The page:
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Science

Sunlight Helps Turn Salty Water Fresh 58

Posted by Soulskill
from the that's-very-kind-of-the-sunlight dept.
MTorrice writes "With energy-efficient desalination techniques, water-starved communities could produce fresh water from salty sources such as seawater and industrial wastewater. But common methods like reverse osmosis require pumping the water, which uses a substantial amount of energy. So some researchers have turned to forward osmosis, because in theory it should use less energy. Now a team has demonstrated a forward osmosis system that desalinates salty water with the help of sunlight. The method uses a pair of hydrogels to absorb and squeeze out freshwater."
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Sunlight Helps Turn Salty Water Fresh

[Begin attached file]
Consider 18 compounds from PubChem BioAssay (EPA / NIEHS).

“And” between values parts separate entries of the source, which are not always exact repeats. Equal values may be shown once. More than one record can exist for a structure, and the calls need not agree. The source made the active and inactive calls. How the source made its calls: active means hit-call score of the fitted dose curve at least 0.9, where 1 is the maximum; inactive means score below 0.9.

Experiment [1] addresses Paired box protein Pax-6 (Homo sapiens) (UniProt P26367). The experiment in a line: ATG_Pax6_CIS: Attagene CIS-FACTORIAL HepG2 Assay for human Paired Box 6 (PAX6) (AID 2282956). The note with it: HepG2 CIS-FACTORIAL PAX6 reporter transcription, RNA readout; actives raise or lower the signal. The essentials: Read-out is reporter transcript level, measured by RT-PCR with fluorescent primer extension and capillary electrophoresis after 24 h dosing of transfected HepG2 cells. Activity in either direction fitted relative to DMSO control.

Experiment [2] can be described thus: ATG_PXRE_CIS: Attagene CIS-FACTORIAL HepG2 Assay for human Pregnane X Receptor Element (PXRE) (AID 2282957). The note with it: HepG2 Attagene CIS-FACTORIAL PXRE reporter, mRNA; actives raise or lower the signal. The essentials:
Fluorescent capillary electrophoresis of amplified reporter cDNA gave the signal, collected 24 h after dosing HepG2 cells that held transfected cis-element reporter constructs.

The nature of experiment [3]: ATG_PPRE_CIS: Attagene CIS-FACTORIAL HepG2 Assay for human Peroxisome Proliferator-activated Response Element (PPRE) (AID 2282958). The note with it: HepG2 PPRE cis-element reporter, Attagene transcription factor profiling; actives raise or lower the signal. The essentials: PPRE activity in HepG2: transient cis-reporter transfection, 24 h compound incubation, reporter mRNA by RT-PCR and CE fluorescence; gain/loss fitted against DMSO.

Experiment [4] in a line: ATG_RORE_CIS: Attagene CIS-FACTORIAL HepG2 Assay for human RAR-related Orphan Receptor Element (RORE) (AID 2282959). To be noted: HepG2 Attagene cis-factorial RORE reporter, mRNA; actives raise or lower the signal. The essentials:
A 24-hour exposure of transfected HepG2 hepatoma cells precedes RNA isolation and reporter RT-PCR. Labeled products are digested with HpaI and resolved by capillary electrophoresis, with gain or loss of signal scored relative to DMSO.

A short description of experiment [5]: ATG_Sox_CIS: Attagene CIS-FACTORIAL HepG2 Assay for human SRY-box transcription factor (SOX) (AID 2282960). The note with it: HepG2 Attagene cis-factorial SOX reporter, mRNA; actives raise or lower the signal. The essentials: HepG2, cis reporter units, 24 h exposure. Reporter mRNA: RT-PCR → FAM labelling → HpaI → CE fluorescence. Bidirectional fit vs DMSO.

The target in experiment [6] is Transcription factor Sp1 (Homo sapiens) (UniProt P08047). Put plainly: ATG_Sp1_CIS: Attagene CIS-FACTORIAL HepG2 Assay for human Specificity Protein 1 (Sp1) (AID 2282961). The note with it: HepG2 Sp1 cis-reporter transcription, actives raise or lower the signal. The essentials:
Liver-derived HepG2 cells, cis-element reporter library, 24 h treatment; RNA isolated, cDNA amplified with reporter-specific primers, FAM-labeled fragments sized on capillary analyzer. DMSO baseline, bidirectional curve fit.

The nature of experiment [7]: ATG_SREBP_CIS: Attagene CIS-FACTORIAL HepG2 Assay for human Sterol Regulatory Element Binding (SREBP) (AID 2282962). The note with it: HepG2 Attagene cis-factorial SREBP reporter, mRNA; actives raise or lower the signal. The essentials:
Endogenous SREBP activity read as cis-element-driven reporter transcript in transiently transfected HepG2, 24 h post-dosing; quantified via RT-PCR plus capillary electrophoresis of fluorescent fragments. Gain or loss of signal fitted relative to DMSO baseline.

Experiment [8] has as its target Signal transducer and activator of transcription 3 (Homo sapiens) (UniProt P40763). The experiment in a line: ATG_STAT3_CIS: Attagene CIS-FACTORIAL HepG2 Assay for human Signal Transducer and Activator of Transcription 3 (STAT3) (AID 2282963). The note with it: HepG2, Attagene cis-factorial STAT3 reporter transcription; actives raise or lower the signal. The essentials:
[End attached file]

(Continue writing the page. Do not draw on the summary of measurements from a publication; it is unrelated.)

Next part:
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  • by Anonymous Coward on Tuesday November 12, 2013 @08:32PM (#45407547)
    How is this distinctly more efficient than simply using sunlight to warm water, which evaporates, and collecting the fresh water that condenses? Desalination plants work like this, except they tend to use energy from some other source to boil the incoming seawater.
    • by OhANameWhatName (2688401) on Tuesday November 12, 2013 @08:42PM (#45407633)

      How is this distinctly more efficient than simply using sunlight to warm water, which evaporates, and collecting the fresh water that condenses?

      It's patentable.

    • by icebike (68054) on Tuesday November 12, 2013 @08:45PM (#45407655)

      How is this distinctly more efficient than simply using sunlight to warm water, which evaporates, and collecting the fresh water that condenses? Desalination plants work like this, except they tend to use energy from some other source to boil the incoming seawater.

      Efficiency isn't one of the claims being made here. In fact TFA indicates that at the lease an order of magnitude improvement is required to get this anywhere near competitive.